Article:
KELLY MCEVERS, HOST:
Colorado has one of the highest levels of voter registration per capita in the country. But now some people in Denver want to unregister to vote.
AMBER MCREYNOLDS: To see more people withdrawing in a day than new registrations is certainly something that I never expected to see in my over-12-years of administering elections.
MCEVERS: That's Amber McReynolds. She's the director of elections in Denver. And she wrote in The Denver Post this week about how a large number of people there are asking to be taken off the voter rolls. She says it's a response to President Trump's investigation into voter fraud in the 2016 election. Trump says he would have won the popular vote had it not been for people voting illegally.
A commission set up by the White House has asked states to provide details on voters like name, political party and the last four digits of their Social Security numbers. That request is now on hold because of a legal challenge. But still, Amber McReynolds says in Denver, at least, record numbers of people are asking to be taken off the voter rolls. I asked just how many requests for office is getting.
MCREYNOLDS: I think at this point we're probably between 500 and 600 in the last week. Normally in a week, we see eight - so literally, like, a handful of people that withdraw that are moving out of state or what have you.
MCREYNOLDS: We've received numerous emails, phone calls, written comments from voters that all, you know, have indicated that they want to withdraw their information because they're concerned about their privacy.
MCEVERS: Do you get a sense of whether these voters are mostly Democrats, mostly Republicans, independent or a mix of all the above?
MCREYNOLDS: We've seen a mix. Denver - our party affiliation breaks down as about 49 percent Dem and then about 35 percent unaffiliated. And then Republicans make up the rest. But we've seen withdrawals happening across all affiliations.
MCEVERS: What do you tell people when they tell you that they're worried about how their information is going to be used by this commission?
MCREYNOLDS: Well, we explain that under Colorado law - and every state is different in terms of what data is available for public consumption. But in our lives, Social Security number, driver's license, month and day of birth, signature and also email address are not publicly available, meaning that they cannot be provided to this commission. The request that the commission made was for all of those personal identifying factors. And under Colorado law, that can't be provided. So the data set going is publicly available. So we have been explaining that to voters, encouraging them to stay registered. But a lot of people have said, no, I want to withdraw.
MCEVERS: And you wrote about this in an opinion piece for The Denver Post. Why do you think it's important to talk about this publicly?
MCREYNOLDS: Well, one of the things that drove me to write about it is - the right to vote and also the right to privacy are two of the rights that we have under the Constitution that Americans actually put at the top of the list in terms of their freedoms. So it doesn't surprise me at all that people are concerned about this.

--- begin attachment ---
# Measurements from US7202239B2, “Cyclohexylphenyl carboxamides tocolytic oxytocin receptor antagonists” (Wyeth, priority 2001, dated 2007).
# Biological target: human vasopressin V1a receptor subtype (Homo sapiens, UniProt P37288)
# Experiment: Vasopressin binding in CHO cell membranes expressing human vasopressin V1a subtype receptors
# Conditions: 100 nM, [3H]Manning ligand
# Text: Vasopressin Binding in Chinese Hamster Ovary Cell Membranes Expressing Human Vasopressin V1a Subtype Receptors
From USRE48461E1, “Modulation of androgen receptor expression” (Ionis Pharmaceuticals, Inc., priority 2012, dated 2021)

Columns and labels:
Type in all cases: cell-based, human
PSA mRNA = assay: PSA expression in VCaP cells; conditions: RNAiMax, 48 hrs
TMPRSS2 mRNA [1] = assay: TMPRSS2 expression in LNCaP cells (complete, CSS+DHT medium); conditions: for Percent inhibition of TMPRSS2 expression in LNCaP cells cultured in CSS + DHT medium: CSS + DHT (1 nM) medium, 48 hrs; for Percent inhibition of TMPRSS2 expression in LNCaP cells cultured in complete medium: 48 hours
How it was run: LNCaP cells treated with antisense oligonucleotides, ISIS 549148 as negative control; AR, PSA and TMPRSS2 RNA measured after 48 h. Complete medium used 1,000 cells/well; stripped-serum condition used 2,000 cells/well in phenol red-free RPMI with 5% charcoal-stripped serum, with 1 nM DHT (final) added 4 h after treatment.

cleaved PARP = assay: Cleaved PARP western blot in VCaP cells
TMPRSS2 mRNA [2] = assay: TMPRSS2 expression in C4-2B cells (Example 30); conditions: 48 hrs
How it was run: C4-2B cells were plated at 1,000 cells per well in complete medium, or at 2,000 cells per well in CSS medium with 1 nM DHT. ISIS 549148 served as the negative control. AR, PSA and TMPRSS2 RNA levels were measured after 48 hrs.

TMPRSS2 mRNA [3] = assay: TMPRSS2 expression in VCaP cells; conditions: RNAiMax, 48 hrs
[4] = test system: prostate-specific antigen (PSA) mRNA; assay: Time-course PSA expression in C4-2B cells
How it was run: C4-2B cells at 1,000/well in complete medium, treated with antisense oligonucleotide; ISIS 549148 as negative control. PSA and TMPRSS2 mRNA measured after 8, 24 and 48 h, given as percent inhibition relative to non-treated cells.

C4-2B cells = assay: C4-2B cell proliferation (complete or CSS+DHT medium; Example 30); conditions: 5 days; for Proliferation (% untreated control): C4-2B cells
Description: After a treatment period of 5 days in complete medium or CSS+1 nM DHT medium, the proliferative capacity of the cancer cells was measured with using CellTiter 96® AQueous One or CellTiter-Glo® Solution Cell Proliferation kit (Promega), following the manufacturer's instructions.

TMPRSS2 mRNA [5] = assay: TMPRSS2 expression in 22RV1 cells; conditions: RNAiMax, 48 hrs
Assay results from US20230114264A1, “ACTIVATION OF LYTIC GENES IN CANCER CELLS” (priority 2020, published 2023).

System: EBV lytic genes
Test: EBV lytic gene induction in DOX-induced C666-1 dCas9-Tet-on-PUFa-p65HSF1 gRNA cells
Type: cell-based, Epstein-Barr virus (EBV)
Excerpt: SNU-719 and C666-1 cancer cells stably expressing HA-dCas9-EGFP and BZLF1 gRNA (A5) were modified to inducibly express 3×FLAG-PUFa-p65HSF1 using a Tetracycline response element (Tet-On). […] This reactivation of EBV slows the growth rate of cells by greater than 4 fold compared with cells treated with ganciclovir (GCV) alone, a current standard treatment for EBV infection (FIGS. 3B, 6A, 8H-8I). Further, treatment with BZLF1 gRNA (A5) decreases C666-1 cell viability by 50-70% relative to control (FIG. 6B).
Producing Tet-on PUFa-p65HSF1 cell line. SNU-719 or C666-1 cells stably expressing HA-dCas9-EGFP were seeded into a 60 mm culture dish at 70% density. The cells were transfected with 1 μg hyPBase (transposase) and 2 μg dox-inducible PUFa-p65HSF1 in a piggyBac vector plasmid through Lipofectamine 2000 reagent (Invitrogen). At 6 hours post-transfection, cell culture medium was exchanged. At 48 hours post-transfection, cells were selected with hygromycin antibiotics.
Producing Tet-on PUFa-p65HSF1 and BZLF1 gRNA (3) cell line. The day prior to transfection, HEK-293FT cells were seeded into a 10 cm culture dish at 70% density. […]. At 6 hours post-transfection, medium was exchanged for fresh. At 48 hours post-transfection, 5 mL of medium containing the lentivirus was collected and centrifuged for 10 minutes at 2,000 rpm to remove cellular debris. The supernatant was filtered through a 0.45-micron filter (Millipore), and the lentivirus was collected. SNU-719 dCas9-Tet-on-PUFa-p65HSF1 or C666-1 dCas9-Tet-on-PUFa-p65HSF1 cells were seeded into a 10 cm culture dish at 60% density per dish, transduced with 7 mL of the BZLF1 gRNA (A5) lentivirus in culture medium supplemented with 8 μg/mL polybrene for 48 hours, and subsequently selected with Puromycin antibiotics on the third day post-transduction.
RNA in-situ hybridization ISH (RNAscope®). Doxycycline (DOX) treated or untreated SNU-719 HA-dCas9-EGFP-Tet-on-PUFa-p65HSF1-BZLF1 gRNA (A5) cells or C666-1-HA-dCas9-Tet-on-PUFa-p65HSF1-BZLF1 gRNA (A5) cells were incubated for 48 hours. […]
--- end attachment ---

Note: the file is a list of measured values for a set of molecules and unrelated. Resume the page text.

And then I think that there's also - among the public, I think there has been confusion about the request itself, the data being provided and then ultimately what its use will be. And I certainly have not seen a clearly defined mission or statement with regards to what the commission will do with the data, what, you know, their goals are with the data and with their work. And that perhaps would be helpful for voters and citizens to hear so that their confusion about the issue perhaps decreases.
MCEVERS: You know, someone from the White House might hear that people are withdrawing their names from the voter registration rolls and say, well, you know, maybe that's evidence that these people registered fraudulently, and they're trying to avoid being caught. What would you say to that?
MCREYNOLDS: I don't think that it's people that are fraudulently registered to vote that are withdrawing. And in fact I've talked to a few of the voters. I've read through many of the emails that have come in. And these are not people that don't reside in Colorado anymore. In fact one lady that I spoke to is heavily engaged in the community, has been for many years. And you know, she specifically said, I do not think that my information should be going to the federal government. States run elections. You all have my information to facilitate the voting process for me, and it doesn't need to go elsewhere.
So this is impacting people's lives directly. This is impacting people's abilities to civically engage. And it shouldn't be a partisan fight. It should be about doing what's best for the voters in the voting process in and of itself. And I think that's what our voters and our citizens expect.
MCEVERS: Amber McReynolds, director of elections in the city and county of Denver, thank you so much.
MCREYNOLDS: You're welcome. Transcript provided by NPR, Copyright NPR.